• #3878

    aquaholik wrote:

    Vince, did you eat it cold? Was it iced well, how did you prepare it? The oil in the Pompano makes it very fishy if you let a warm cooked fish goes cold.

    It may have not been properly iced before it was cooked. I pretty much never carry ice because I very rarely keep fish. But I ate them right after they were cooked. I am pretty sure that the 3 times it was bad, I cooked them with the skin on. Does that make it more oily. It’s crazy that there could be such a difference, because when its good, its incredible. Same thing with Mac’s. I am guessing I messed up in getting it from the water to the oven.

  • #3895

    I usually fillet them leaving the skin on and broil them skin down on foil with olive oil, butter, and lemon pepper.

    Lee, great report…

    Now will you do one equally as researched for Flounder, Redfish, and Snook……

    Good Job though for real buddy…..

  • #3902

    Russ McCoy

    [QUOTE] Orginally Posted by Mulletboy

    It may have not been properly iced before it was cooked. I pretty much never carry ice because I very rarely keep fish. But I ate them right after they were cooked. I am pretty sure that the 3 times it was bad, I cooked them with the skin on. Does that make it more oily. It’s crazy that there could be such a difference, because when its good, its incredible. Same thing with Mac’s. I am guessing I messed up in getting it from the water to the oven.

    Mulletboy, You didn’t eat a Jackano, Did you?

  • #9762

    David Money

    Thank you for a great post. Printed it on waterproof paper for posterity. Thanks again

  • #9767


    That was a great read.
    You are one fine Pompador!

  • #9774

    Tim Guy

    I vote the 2008 best post on the forum. Great job

  • #9775

    Richard and I are going to get some on the job training Tuesday. We are fishing with Lee. Never too old to learn.

  • #9776

    Louis G

    Lee thanks for taking the time great post.

  • #9778


    Great post!
    My fishing buddy and I use to catch them on Honeymoon Island when the rock jetty was still perpendicular to the beach….not anymore since they change it and made the rock jetty horizontal to the beach….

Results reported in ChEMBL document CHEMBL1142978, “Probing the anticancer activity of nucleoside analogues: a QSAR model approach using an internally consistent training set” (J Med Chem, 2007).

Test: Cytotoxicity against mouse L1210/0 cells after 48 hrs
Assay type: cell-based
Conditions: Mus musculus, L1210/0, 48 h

I once watch this guy limit out on them while all I was catching was reds and trouts..
    Oh well, live and learn!!!


  • #9779

    Surfisher wrote: I once watch this guy limit out on them while all I was catching was reds and trouts..

    Are you sure that wasn’t Lee……

  • #9783

    Thank you everyone, hopefully you can put it to use in your area. I must have slept at the Holiday Inn the night before that post.

    John, it couldn’t have been me at the rock jetty, I usually let the snook fishermen have all the room and fish further south around dog beach.

    Andy, hopefully John and I will find them tomorrow morning. The wind and rain tends to mess up the pattern and scatters them again.

  • #9793

    They were doing well last Friday early after the tide change….hopefully the wind will die down some for tomorrow morning.

  • #9795

    Originally Posted by Surfisher
    I once watch this guy limit out on them while all I was catching was reds and trouts..

    Are you sure that wasn’t Lee……

    John, it couldn’t have been me at the rock jetty, I usually let the snook fishermen have all the room and fish further south around dog beach.

    It could have been…I was fishing by the dog beach at the time and not the jetty..

  • #9803

    If that guy was casting really far out 150ft+ then yes, it was me. I beach almost every fish too and then it goes either into the cooler or on the stringer.

  • #9816